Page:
Darack incorporates many interviews with Marines in the unit to present a vivid picture of the daily stress of being under nearly constant fire while having to make life or death decisions ... Unit memoirs such as this are a staple of military history, conveying the immediacy of small unit action within the larger picture of an overall military campaign. Reading about the incredible bravery of American Marines, many not even 21 years old, shows that the long line of brave servicemen that answered their country’s call to service remains unbroken.
One of the U.S. Marine Corps’ finest—yet largely untold—stories ... The only real weakness of the text is Darack’s excessive use of Marine acronyms (TTP, AO, COC, BATS, SVBIED, etc.), which will become tiresome for civilian readers without a military background ... A very human story of 'bravery, sacrifice, incredible hardship, horror, and ultimate victory.'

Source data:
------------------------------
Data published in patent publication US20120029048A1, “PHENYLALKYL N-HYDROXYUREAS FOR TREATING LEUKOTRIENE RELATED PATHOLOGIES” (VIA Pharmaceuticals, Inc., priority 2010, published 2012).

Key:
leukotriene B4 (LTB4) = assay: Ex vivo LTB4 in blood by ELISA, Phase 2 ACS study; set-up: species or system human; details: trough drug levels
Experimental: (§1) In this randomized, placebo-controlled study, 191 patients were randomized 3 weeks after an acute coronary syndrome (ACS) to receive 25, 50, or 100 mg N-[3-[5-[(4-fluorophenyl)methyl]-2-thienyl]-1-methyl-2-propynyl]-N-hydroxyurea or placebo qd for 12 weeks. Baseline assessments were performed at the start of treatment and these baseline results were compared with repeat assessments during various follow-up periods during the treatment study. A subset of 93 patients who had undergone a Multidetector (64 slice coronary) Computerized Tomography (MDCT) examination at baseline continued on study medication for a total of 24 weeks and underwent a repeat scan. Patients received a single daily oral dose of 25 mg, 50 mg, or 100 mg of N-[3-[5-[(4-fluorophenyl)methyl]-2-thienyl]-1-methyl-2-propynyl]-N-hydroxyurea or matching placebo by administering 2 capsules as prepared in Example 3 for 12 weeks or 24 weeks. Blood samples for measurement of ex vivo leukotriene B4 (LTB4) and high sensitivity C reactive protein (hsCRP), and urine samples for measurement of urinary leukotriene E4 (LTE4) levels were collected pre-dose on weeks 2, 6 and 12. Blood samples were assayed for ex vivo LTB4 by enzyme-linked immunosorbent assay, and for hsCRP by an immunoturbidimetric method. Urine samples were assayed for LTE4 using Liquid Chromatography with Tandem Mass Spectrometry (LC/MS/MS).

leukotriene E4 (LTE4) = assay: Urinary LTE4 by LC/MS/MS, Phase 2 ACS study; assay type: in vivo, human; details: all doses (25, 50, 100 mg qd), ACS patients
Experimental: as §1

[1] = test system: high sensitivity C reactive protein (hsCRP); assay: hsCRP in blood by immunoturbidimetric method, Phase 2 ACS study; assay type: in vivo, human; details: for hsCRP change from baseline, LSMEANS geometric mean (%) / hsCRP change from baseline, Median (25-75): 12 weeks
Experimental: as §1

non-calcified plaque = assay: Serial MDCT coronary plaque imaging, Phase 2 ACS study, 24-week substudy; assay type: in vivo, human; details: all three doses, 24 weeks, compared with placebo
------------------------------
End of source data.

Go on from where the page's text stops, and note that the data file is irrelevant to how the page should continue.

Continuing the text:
Darack succeeds in putting together a coherent military history of a crucial conflict with al-Qaeda, passing along important lessons learned by commanders on the ground and describing the horrors faced by the individual soldiers. Students of military history and military servicemembers looking for lessons in asymmetrical warfare will find this account illuminating and informative, but general readers may be less enthralled.